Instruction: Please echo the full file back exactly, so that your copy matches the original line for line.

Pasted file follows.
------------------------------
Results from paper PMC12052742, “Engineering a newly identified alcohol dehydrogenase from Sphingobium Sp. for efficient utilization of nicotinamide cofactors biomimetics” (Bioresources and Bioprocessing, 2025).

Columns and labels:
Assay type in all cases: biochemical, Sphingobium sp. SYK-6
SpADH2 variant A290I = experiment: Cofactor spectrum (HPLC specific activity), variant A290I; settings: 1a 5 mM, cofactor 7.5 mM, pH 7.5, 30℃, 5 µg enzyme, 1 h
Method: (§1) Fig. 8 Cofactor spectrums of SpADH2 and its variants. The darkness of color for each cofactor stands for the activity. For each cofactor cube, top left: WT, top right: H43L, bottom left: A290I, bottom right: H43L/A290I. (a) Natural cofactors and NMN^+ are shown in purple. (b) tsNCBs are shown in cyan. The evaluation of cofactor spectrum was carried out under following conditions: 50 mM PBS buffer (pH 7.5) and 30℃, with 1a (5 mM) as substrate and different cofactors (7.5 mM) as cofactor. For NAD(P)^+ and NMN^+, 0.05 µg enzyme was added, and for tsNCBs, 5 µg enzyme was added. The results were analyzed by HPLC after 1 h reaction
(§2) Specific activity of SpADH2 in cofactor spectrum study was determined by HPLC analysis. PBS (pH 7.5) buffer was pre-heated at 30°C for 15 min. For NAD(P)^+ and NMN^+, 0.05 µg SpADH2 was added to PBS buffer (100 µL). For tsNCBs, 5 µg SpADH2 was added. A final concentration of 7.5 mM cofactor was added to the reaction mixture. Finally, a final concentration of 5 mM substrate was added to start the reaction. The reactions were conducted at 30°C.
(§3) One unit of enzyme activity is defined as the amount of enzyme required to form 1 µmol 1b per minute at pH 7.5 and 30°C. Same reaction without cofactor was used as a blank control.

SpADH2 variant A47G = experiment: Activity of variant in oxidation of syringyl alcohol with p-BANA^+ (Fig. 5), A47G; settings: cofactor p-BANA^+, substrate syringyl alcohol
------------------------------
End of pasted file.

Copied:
Results from paper PMC12052742, “Engineering a newly identified alcohol dehydrogenase from Sphingobium Sp. for efficient utilization of nicotinamide cofactors biomimetics” (Bioresources and Bioprocessing, 2025).

Columns and labels:
Assay type in all cases: biochemical, Sphingobium sp. SYK-6
SpADH2 variant A290I = experiment: Cofactor spectrum (HPLC specific activity), variant A290I; settings: 1a 5 mM, cofactor 7.5 mM, pH 7.5, 30℃, 5 µg enzyme, 1 h
Method: (§1) Fig. 8 Cofactor spectrums of SpADH2 and its variants. The darkness of color for each cofactor stands for the activity. For each cofactor cube, top left: WT, top right: H43L, bottom left: A290I, bottom right: H43L/A290I. (a) Natural cofactors and NMN^+ are shown in purple. (b) tsNCBs are shown in cyan. The evaluation of cofactor spectrum was carried out under following conditions: 50 mM PBS buffer (pH 7.5) and 30℃, with 1a (5 mM) as substrate and different cofactors (7.5 mM) as cofactor. For NAD(P)^+ and NMN^+, 0.05 µg enzyme was added, and for tsNCBs, 5 µg enzyme was added. The results were analyzed by HPLC after 1 h reaction
(§2) Specific activity of SpADH2 in cofactor spectrum study was determined by HPLC analysis. PBS (pH 7.5) buffer was pre-heated at 30°C for 15 min. For NAD(P)^+ and NMN^+, 0.05 µg SpADH2 was added to PBS buffer (100 µL). For tsNCBs, 5 µg SpADH2 was added. A final concentration of 7.5 mM cofactor was added to the reaction mixture. Finally, a final concentration of 5 mM substrate was added to start the reaction. The reactions were conducted at 30°C.
(§3) One unit of enzyme activity is defined as the amount of enzyme required to form 1 µmol 1b per minute at pH 7.5 and 30°C. Same reaction without cofactor was used as a blank control.

SpADH2 variant A47G = experiment: Activity of variant in oxidation of syringyl alcohol with p-BANA^+ (Fig. 5), A47G; settings: cofactor p-BANA^+, substrate syringyl alcohol